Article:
Showa Denko and Nippon Steel, in cooperation with six national universities, ramps up development of separation/capture technology for low-concentration CO2 contained in industrial discharge gas




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Early practical application of low-cost and energy-saving CO2 separation/capture technology will contribute to realizing a carbon neutral society

Showa Denko K.K. (President: Hidehito Takahashi, hereafter referred to as SDK), Nippon Steel Corporation (President: Eiji Hashimoto, hereafter referred to as NSC), and six national universities (Oita University, Osaka University, Kyoto University, Chiba University, Nagoya University, and Hokkaido University) have jointly formed a technology development project (hereafter referred to as this Project). Granted as one of the Green Innovation Fund Projects under the New Energy and Industrial Technology Development Organization (NEDO), this Project ramped up development activities in October 2022. This project aims to separate/ capture CO2 efficiently from low pressure/low-concentration (atmospheric pressure; CO2 concentration: 10% or lower) discharge gas by using the technologies owned by these two companies and six universities. With the target of achieving an innovatively low cost of 2,000-yen level per ton, this technology is slated for social implementation in the late 2030s. Furthermore, SDK aims to establish a business model that reuses/sells captured CO2 as raw materials of chemical products.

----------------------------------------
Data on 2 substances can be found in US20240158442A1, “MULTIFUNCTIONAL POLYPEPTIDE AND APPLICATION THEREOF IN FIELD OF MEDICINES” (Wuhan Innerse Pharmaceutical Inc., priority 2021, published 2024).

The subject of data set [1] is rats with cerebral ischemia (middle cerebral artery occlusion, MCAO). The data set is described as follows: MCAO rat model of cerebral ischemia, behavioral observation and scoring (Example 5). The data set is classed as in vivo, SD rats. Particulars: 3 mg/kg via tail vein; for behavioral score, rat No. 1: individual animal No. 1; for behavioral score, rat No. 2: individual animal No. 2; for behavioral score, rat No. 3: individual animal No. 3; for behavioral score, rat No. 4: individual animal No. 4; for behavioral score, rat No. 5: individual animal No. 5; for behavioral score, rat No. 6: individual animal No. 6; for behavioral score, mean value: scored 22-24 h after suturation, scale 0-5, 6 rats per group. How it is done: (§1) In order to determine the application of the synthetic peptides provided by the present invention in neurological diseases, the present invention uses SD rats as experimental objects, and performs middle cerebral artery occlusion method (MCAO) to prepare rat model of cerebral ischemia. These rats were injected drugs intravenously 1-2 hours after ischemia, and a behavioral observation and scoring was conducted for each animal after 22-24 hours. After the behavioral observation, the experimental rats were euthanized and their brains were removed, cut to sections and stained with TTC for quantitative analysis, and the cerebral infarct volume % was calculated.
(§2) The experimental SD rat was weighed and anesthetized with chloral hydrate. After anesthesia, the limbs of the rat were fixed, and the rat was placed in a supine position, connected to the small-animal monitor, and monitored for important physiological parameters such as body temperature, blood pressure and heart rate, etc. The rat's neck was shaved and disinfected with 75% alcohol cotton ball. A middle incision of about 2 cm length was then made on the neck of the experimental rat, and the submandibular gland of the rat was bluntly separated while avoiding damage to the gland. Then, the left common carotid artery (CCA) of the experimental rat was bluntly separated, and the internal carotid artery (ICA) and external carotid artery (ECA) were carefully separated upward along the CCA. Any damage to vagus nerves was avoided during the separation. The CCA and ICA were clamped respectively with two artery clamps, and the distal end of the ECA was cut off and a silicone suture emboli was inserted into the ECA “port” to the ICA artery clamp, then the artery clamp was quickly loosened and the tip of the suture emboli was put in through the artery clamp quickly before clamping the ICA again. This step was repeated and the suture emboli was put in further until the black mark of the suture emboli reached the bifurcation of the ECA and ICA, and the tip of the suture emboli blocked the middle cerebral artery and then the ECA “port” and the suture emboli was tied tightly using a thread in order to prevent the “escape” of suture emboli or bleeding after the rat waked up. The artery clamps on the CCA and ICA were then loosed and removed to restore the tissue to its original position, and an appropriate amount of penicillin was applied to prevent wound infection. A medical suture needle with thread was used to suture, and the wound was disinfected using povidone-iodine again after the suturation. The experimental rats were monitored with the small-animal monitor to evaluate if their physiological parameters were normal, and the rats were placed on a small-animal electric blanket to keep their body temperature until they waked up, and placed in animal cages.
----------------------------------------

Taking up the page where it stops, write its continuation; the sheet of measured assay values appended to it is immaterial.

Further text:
The period of this Project’s R&D activities is nine years from fiscal 2022 to fiscal 2030. Its budget is approx. 8.4 billion yen in total.